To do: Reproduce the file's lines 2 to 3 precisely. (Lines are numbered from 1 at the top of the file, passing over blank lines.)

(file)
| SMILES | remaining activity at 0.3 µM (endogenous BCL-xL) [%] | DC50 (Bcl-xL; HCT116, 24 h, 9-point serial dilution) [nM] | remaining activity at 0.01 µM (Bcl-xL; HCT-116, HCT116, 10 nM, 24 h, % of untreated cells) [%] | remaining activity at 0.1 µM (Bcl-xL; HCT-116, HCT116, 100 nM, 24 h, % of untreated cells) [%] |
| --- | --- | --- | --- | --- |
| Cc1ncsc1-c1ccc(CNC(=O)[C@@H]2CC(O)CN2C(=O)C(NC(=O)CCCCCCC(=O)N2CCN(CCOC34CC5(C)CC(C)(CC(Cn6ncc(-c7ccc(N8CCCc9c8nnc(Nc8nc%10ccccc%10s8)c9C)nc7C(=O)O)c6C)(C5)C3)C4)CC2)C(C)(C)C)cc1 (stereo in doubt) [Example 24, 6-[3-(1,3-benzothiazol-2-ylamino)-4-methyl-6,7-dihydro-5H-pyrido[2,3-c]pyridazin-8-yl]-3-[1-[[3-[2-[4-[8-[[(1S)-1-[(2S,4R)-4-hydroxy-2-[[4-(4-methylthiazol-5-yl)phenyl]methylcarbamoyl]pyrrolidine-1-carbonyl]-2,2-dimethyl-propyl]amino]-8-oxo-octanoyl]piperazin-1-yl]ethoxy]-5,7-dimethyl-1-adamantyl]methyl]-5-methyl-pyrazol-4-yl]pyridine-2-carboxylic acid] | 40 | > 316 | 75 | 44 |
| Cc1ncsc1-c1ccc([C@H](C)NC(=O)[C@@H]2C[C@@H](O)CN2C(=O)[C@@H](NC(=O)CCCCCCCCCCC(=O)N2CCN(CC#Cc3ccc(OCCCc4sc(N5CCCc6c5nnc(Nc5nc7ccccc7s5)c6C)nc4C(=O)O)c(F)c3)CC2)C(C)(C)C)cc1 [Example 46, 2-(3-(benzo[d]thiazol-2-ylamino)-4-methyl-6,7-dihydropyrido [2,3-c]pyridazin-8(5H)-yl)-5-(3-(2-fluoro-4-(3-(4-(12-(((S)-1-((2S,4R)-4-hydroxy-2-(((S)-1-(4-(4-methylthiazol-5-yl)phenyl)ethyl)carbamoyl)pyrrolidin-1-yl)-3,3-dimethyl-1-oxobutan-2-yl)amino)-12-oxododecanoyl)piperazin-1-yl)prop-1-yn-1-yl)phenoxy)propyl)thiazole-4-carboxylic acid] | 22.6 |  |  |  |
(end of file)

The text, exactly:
| --- | --- | --- | --- | --- |
| Cc1ncsc1-c1ccc(CNC(=O)[C@@H]2CC(O)CN2C(=O)C(NC(=O)CCCCCCC(=O)N2CCN(CCOC34CC5(C)CC(C)(CC(Cn6ncc(-c7ccc(N8CCCc9c8nnc(Nc8nc%10ccccc%10s8)c9C)nc7C(=O)O)c6C)(C5)C3)C4)CC2)C(C)(C)C)cc1 (stereo in doubt) [Example 24, 6-[3-(1,3-benzothiazol-2-ylamino)-4-methyl-6,7-dihydro-5H-pyrido[2,3-c]pyridazin-8-yl]-3-[1-[[3-[2-[4-[8-[[(1S)-1-[(2S,4R)-4-hydroxy-2-[[4-(4-methylthiazol-5-yl)phenyl]methylcarbamoyl]pyrrolidine-1-carbonyl]-2,2-dimethyl-propyl]amino]-8-oxo-octanoyl]piperazin-1-yl]ethoxy]-5,7-dimethyl-1-adamantyl]methyl]-5-methyl-pyrazol-4-yl]pyridine-2-carboxylic acid] | 40 | > 316 | 75 | 44 |